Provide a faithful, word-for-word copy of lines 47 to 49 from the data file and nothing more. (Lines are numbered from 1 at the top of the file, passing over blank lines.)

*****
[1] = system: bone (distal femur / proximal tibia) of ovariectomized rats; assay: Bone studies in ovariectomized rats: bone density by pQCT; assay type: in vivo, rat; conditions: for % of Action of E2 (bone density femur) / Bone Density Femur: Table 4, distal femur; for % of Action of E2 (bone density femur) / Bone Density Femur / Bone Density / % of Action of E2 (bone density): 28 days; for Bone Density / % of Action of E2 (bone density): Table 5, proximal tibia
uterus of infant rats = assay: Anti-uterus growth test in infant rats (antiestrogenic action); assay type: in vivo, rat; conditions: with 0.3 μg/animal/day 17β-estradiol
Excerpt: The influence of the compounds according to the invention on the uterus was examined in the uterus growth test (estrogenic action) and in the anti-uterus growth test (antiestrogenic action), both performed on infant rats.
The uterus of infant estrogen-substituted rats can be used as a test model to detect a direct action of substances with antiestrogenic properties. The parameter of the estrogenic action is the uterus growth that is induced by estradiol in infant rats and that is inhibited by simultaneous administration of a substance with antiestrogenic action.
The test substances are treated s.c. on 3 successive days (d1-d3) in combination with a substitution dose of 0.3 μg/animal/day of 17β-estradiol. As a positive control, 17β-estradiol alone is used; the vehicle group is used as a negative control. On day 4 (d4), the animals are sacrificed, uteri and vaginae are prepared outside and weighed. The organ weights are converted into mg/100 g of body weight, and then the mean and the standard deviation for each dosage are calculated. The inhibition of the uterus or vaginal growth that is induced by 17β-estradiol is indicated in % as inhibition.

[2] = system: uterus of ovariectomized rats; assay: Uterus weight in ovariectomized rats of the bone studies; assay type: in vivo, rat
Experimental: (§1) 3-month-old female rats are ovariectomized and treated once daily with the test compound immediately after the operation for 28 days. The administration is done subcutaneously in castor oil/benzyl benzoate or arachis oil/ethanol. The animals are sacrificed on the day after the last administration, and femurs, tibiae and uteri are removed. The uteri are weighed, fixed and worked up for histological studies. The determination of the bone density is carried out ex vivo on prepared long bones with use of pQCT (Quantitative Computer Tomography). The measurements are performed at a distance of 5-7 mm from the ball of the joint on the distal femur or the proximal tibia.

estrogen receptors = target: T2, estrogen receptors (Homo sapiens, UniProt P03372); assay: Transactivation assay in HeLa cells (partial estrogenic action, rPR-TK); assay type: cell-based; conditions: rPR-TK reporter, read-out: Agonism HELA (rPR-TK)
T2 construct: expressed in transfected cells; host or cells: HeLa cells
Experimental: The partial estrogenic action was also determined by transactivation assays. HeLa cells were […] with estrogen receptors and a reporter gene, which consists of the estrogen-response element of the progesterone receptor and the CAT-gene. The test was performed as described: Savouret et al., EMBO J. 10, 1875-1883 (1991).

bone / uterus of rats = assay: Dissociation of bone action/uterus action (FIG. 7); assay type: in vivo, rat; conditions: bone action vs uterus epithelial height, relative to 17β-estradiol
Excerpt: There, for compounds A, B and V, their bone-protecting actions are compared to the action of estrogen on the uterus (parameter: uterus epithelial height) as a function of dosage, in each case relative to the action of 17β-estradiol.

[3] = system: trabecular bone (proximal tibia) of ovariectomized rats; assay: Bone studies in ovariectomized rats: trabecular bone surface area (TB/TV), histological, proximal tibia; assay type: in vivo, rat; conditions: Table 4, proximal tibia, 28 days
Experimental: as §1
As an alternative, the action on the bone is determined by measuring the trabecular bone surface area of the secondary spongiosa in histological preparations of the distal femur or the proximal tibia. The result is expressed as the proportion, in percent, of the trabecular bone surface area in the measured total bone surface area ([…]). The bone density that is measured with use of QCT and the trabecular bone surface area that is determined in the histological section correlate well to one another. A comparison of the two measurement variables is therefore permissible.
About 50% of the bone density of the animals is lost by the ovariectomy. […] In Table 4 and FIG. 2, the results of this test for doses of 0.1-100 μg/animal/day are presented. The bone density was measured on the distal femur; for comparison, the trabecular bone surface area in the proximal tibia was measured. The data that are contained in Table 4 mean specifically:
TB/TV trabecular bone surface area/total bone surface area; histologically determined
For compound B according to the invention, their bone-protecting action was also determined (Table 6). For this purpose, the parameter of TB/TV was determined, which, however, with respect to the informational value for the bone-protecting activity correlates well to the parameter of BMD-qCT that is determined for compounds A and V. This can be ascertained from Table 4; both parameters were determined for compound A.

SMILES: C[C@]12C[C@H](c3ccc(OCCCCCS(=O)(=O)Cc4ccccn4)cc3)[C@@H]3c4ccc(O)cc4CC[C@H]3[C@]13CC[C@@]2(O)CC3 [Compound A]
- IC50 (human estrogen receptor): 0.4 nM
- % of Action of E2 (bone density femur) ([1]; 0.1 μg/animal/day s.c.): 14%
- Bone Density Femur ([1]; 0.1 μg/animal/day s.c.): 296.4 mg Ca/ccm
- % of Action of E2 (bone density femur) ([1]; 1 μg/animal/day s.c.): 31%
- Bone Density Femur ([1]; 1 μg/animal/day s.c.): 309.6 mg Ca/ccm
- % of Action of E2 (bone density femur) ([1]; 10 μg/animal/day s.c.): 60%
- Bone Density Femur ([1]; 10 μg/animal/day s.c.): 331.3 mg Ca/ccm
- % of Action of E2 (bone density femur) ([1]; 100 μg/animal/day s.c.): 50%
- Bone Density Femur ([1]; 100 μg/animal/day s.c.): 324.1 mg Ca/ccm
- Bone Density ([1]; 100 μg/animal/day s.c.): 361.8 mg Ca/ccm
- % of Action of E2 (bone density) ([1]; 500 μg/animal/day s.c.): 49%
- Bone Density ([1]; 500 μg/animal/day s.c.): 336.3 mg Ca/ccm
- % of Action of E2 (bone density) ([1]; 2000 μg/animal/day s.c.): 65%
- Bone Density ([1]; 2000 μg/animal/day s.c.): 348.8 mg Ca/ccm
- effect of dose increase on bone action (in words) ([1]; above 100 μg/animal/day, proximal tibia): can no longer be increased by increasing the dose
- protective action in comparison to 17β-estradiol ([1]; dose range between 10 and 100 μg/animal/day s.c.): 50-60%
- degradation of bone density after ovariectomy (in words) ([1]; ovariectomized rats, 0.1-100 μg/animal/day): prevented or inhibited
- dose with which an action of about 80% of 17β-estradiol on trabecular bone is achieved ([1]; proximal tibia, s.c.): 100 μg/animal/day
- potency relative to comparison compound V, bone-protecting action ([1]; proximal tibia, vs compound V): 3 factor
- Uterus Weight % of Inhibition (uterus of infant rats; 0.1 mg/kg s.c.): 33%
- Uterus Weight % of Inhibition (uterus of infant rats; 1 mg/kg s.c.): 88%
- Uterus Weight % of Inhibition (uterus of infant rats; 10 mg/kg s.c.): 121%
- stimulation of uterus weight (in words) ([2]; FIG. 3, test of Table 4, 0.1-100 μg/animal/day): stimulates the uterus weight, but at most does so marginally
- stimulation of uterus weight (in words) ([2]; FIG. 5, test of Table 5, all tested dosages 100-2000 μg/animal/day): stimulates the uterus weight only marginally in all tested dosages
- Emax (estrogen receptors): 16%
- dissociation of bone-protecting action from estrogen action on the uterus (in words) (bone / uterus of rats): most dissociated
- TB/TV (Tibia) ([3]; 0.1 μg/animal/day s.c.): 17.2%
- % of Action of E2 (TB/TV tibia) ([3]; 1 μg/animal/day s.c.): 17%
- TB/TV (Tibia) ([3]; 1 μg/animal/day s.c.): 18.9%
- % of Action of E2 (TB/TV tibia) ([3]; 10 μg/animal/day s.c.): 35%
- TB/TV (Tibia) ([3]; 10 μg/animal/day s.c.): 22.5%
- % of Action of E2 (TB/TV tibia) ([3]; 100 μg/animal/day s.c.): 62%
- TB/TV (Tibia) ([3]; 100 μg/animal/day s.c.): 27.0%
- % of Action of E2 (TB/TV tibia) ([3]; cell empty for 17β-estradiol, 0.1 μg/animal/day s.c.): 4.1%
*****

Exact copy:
- % of Action of E2 (TB/TV tibia) ([3]; 1 μg/animal/day s.c.): 17%
- TB/TV (Tibia) ([3]; 1 μg/animal/day s.c.): 18.9%
- % of Action of E2 (TB/TV tibia) ([3]; 10 μg/animal/day s.c.): 35%